Snowden: NSA Using “Angry Birds”, Google Maps, Other ‘Leaky Apps’, to Collect User Data
Documents leaked by NSA whistleblower Edward Snowden have revealed that the National Security Agency and its British counterpart have been developing capabilities to exploit ‘leaky’ smartphone apps like the popular ‘Angry Birds’ game to collect user data.
The Guardian reports Snowden has provided the paper with dozens of classified documents detailing how the NSA and British Government Communications Headquarters (GCHQ) have been secretly collecting massive amounts of user data, including ages, locations, address books and much more, from smartphone applications like Angry Birds, Google Maps and apps with photo- and location-sharing capabilities such as Facebook, Twitter and Flickr.
The US and UK spy agencies have been working on their joint mobile app initiative since 2007, the year the NSA budget increased from $204 million to $767 million, according to CNET.
In addition to user age and location, the data being collected by the spy agencies reportedly includes gender, ethnicity, income, education level, number of children and even sexual orientation and sexual fetishes, according to the Guardian. Many smartphone users are oblivious about the extent to which such information is being shared across the Internet.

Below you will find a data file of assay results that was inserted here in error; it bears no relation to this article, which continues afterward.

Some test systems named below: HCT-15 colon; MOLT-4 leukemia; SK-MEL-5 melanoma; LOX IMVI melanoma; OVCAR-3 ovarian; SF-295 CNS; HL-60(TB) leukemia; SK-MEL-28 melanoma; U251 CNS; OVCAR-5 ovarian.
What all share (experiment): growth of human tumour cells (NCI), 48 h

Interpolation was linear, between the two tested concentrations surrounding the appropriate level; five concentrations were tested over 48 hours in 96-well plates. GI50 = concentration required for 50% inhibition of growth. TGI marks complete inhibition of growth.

The rapid growth of the smartphone and app markets mean increasing amounts of data is flowing from those devices and potentially into the hands of spy agencies. According to the newly-leaked documents, each time a user performs an Android software update, some 500 lines of collectible data is uploaded to the network. Indeed, an internal NSA document calls iPhone and Android devices “gold nuggets” of data resources.
Collecting information that smartphone apps are sending about their users allows the NSA and GCHQ to amass massive amounts of data using existing mass surveillance tools without having to rely exclusively on tapping or hacking into individual mobile devices. US and allied spy agencies are very interested in exploiting mobile data because terrorism suspects and other targets often use cell phones and other mobile devices to plot and execute attacks and other activities. To this end, the NSA has spent more than $1 billion targeting mobile devices.
Last September, Snowden revealed that the NSA was spying on the social media profiles of an unknown number of users. The agency has also infiltrated popular online gaming and social media communities such as World of Warcraft and Second Life as part of its global surveillance program of Americans and foreign nationals that has targeted billions of phone and electronic records, including those of close allies and other world leaders, corporations and even the Pope.
President Barack Obama has repeatedly defended NSA spying, even on Americans (which has been declared likely unconstitutional by a federal judge), as a vital tool in the War on Terror, although he has also acknowledged that the agency has engaged in “overcollection” of data and has promised modest reforms.
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